Interactive marketing has been used in reference to online and Internet marketing, but the concept is nothing new. Since the advent of product marketing in the 1870s, marketers have been striving for interaction with consumers. Brand advertising and direct marketing of the 1970s leveraged improved telephone networks, media channels, and centralized customer-service centers for direct response (interactive) selling.
Improved understanding of consumer needs and behaviors allowed successful marketers to rely on highly trained sales agents and computer systems to script "conversational" (interactive) selling. The growth of the Web as an e-commerce channel, coupled with even further advances in sophisticated technologies now allows marketing to be more interactive. Yet, whether the sales channel is online, call center, retail counter, or kiosk, marketing is also increasingly complex.
The good news is that opportunities to creatively reach buyers are as endless as the offers and messages that relentlessly bombard today's consumers. The bad news? Research indicates consumers are effectively "selectively filtering," and response rates across channels are on the decline.
One dictionary defines interactive as capable of acting on or influencing each other. BearingPoint defines interactive marketing as the proactive ability to anticipate and respond to customer needs across an array of channels in a manner that influences marketer and consumer to achieve desired outcomes. Interactive marketing provides customers information and relevant offers via self-selected channels and self-selected mediums and consumers expect the marketer to responsibly manage the customer experience.
Increased customer expectations, ease of channel selection, pricing transparency, increased choice of providers (usually due to lowered barriers to entry), more rapid upgrade or replacement cycles has shifted the power from the marketer to the consumer. Yesterday's marketing was product-driven and often focused on using price as a call to action. Today's environment is customer driven and solution-oriented leveraging a keen understanding of the customer--needs, attributes, behaviors and expectations and then engineering a cohesive, cross-channel customer experience.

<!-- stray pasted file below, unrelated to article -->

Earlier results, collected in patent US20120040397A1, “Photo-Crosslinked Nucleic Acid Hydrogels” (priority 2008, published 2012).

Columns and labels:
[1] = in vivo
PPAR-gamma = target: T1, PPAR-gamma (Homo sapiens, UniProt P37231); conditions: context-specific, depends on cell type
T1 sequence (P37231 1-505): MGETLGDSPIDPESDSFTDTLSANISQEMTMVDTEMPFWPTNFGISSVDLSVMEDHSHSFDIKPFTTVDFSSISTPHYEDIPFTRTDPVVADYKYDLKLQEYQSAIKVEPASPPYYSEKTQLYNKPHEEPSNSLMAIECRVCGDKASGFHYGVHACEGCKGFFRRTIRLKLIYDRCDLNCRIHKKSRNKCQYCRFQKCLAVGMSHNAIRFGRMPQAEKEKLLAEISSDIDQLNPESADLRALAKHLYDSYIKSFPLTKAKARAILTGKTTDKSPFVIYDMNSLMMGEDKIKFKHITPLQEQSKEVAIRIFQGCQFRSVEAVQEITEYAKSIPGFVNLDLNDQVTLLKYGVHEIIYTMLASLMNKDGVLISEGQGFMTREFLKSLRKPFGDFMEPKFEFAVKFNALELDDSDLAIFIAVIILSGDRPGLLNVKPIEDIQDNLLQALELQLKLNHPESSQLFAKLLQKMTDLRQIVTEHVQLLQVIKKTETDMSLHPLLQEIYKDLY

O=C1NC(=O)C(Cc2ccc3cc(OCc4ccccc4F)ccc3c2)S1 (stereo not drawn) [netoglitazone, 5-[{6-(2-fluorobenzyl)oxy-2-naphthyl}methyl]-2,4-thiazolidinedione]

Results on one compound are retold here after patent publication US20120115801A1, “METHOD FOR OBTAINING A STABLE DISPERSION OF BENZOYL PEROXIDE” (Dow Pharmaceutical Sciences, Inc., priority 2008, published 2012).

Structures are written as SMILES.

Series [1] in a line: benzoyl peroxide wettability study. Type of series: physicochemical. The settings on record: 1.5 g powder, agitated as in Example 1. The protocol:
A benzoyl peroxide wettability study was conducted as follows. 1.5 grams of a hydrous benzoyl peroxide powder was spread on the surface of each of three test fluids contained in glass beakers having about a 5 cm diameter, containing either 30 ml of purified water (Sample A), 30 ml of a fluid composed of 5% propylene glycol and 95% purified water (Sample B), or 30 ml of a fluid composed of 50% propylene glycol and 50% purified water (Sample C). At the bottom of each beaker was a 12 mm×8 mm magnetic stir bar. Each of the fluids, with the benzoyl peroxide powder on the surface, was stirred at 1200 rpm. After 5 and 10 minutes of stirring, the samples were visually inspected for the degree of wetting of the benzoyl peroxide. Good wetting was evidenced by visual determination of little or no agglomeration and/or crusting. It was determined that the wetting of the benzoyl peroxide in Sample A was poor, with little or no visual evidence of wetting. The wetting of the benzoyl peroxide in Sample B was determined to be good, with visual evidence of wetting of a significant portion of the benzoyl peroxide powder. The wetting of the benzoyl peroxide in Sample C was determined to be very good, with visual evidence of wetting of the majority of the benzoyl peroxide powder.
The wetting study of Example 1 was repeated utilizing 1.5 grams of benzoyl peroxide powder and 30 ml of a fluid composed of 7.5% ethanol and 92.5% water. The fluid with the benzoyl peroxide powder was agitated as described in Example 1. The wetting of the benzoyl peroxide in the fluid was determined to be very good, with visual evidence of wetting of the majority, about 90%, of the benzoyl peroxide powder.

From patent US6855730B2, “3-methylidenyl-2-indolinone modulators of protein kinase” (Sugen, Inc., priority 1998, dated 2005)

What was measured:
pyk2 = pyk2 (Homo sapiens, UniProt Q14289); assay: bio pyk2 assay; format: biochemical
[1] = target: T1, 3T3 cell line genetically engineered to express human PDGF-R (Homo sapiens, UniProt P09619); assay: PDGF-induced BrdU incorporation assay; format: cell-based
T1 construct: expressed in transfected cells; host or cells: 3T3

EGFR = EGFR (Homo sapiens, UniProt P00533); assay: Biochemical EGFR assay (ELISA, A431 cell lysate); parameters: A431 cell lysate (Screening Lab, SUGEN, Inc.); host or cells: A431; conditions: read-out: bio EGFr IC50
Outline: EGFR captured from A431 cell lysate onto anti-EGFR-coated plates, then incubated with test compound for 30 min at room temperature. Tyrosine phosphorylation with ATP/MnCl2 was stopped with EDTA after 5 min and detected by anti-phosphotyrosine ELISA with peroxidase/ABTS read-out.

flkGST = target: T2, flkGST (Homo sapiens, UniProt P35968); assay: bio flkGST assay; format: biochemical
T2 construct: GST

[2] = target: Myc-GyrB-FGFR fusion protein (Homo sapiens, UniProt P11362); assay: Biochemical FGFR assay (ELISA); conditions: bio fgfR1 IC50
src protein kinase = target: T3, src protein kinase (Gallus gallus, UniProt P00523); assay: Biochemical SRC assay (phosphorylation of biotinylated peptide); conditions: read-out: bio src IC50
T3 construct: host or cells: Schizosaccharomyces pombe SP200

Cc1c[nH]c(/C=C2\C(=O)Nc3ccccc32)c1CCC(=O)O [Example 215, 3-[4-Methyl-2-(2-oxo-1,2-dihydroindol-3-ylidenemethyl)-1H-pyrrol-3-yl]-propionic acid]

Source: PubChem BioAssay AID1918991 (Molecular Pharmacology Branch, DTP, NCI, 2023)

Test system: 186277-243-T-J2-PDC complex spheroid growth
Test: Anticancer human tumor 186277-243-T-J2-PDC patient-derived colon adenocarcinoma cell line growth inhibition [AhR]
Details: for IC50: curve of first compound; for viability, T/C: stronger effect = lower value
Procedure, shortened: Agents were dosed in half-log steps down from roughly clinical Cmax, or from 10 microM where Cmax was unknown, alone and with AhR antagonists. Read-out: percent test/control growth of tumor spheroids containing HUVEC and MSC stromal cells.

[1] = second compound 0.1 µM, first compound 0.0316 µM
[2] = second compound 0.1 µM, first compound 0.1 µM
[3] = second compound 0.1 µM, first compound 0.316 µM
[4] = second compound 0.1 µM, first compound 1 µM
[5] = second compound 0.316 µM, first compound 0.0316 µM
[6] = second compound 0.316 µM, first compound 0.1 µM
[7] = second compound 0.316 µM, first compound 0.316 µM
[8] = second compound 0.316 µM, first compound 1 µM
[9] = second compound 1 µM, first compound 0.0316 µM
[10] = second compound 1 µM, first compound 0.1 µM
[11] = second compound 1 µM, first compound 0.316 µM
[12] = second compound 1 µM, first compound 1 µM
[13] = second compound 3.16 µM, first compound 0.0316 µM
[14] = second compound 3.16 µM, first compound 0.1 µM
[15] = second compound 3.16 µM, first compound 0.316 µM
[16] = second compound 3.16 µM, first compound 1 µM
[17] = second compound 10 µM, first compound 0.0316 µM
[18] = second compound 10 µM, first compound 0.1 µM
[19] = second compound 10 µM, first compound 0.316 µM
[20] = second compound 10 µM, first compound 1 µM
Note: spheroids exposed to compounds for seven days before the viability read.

Marketers now use predictive algorithms, coupled with data from the here and now to interactively home in on the most appropriate offer from the sellers perspective. With leveraging zero latency technologies, marketers even predict secondary and tertiary offers, or calls to action in an effort to present the most appropriate response to meet the needs of any customer--at any time--within any channel.
To succeed, these leading companies are transforming marketing enterprises by establishing new marketing frameworks that better support today's interactive marketing. These frameworks include:
The maturing and adoption of interactive marketing capabilities is leading strategic change from marketing out to the consumer. Sustainable revenue growth, improved brand equity and shifting the internal paradigm from customer satisfaction past "the customer experience" to customer advocacy hinges on the ability to drive increased discipline and focus within marketing. Market leaders will transform the marketing organization by developing new skills; engage in focused, detailed planning and investment in new technologies. Marketing--and marketers--as well as the entire marketing support infrastructure will become more truly customer centric, and demonstrate respect for the power and choice of the individual.
Patrick Hayes is a managing director with BearingPoint, one of the world's largest business consulting and systems integration firms. Hayes focuses on working with clients who are transforming their customer relationship strategy, including sales transformation and improvement, touch point strategy, marketing strategy, and campaign management initiatives. Zimm Zimmerman is a senior consultant with BearingPoint. Leigh Duncan is a manager with BearingPoint. www.bearingpoint.com.